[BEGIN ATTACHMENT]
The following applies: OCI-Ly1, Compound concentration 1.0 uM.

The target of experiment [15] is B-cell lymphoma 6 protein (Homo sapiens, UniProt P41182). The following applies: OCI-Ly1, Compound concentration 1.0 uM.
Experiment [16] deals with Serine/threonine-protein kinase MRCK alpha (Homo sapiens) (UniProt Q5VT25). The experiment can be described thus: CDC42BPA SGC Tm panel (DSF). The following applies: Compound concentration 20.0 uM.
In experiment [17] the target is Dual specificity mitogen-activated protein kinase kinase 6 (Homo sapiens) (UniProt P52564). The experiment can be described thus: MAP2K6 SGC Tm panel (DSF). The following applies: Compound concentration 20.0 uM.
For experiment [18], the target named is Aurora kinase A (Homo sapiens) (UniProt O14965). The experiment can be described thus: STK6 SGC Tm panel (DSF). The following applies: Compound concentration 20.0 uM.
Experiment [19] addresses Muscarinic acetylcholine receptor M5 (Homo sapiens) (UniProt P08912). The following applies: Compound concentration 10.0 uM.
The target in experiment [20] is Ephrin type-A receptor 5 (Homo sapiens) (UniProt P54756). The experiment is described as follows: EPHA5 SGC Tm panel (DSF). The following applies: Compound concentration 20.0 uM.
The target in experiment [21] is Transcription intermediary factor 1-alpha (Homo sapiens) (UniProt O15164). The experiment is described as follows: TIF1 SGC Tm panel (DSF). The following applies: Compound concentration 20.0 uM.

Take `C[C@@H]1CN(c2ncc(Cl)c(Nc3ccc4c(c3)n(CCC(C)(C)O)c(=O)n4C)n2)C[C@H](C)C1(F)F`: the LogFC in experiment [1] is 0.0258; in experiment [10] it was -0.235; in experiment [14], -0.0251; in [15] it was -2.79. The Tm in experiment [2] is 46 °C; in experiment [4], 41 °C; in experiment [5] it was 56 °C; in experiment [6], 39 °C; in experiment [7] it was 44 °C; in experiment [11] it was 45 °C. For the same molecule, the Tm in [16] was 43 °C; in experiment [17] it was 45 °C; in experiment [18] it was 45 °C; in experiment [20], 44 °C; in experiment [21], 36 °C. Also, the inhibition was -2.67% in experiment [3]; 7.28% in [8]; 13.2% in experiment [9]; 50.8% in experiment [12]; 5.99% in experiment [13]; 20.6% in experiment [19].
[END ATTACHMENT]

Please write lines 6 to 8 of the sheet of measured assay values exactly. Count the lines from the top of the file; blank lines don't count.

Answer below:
Experiment [19] addresses Muscarinic acetylcholine receptor M5 (Homo sapiens) (UniProt P08912). The following applies: Compound concentration 10.0 uM.
The target in experiment [20] is Ephrin type-A receptor 5 (Homo sapiens) (UniProt P54756). The experiment is described as follows: EPHA5 SGC Tm panel (DSF). The following applies: Compound concentration 20.0 uM.
The target in experiment [21] is Transcription intermediary factor 1-alpha (Homo sapiens) (UniProt O15164). The experiment is described as follows: TIF1 SGC Tm panel (DSF). The following applies: Compound concentration 20.0 uM.